With respect to the issue of artist and songwriter compensation, TikTok proposed paying our artists and songwriters at a rate that is a fraction of the rate that similarly situated major social platforms pay. Today, as an indication of how little TikTok compensates artists and songwriters, despite its massive and growing user base, rapidly rising advertising revenue and increasing reliance on music-based content, TikTok accounts for only about 1 per cent of our total revenue.
Ultimately TikTok is trying to build a music-based business, without paying fair value for the music.
On AI, TikTok is allowing the platform to be flooded with AI-generated recordings—as well as developing tools to enable, promote and encourage AI music creation on the platform itself – and then demanding a contractual right which would allow this content to massively dilute the royalty pool for human artists, in a move that is nothing short of sponsoring artist replacement by AI.
Further, TikTok makes little effort to deal with the vast amounts of content on its platform that infringe our artists’ music and it has offered no meaningful solutions to the rising tide of content adjacency issues, let alone the tidal wave of hate speech, bigotry, bullying and harassment on the platform. The only means available to seek the removal of infringing or problematic content (such as pornographic deepfakes of artists) is through the monumentally cumbersome and inefficient process which equates to the digital equivalent of ‘Whack-a-Mole’.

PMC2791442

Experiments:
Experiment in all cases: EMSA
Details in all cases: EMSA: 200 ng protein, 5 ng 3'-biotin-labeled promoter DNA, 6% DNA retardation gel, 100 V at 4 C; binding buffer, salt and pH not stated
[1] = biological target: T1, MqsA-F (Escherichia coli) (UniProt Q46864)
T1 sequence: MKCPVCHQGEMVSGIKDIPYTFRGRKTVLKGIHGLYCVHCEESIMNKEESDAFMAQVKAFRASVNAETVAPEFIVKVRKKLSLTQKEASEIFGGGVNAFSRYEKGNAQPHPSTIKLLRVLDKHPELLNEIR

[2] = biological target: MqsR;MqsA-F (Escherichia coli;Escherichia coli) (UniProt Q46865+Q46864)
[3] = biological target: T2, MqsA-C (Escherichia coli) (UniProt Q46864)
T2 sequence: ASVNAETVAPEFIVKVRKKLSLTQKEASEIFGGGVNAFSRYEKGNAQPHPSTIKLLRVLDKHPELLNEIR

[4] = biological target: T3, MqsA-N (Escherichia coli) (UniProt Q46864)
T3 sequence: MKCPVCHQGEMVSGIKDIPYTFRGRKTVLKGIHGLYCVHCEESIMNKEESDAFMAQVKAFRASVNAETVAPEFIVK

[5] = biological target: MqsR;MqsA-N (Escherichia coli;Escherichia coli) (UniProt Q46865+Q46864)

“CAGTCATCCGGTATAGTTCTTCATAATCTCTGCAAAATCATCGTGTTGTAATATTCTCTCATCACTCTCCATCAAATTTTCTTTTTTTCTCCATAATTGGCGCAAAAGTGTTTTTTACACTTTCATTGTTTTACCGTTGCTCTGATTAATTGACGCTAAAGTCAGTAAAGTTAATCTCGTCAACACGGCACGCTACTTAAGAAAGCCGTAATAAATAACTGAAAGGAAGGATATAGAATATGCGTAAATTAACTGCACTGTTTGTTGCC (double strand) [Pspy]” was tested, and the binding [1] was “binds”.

But when we proposed that TikTok takes similar steps as our other platform partners to try to address these issues, it responded first with indifference, and then with intimidation.
As our negotiations continued, TikTok attempted to bully us into accepting a deal worth less than the previous deal, far less than fair market value and not reflective of their exponential growth. How did it try to intimidate us? By selectively removing the music of certain of our developing artists, while keeping on the platform our audience-driving global stars.
TikTok’s tactics are obvious: use its platform power to hurt vulnerable artists and try to intimidate us into conceding to a bad deal that undervalues music and shortchanges artists and songwriters as well as their fans.
We will never do that. We will always fight for our artists and songwriters and stand up for the creative and commercial value of music.
We recognise the challenges that TikTok’s actions will cause, and do not underestimate what this will mean to our artists and their fans who, unfortunately, will be among those subjected to the near-term consequences of TikTok’s unwillingness to strike anything close to a market-rate deal and meaningfully address its obligations as a social platform. But we have an overriding responsibility to our artists to fight for a new agreement under which they are appropriately compensated for their work, on a platform that respects human creativity, in an environment that is safe for all, and effectively moderated.
We honour our responsibilities with the utmost seriousness. Intimidation and threats will never cause us to shirk those responsibilities.”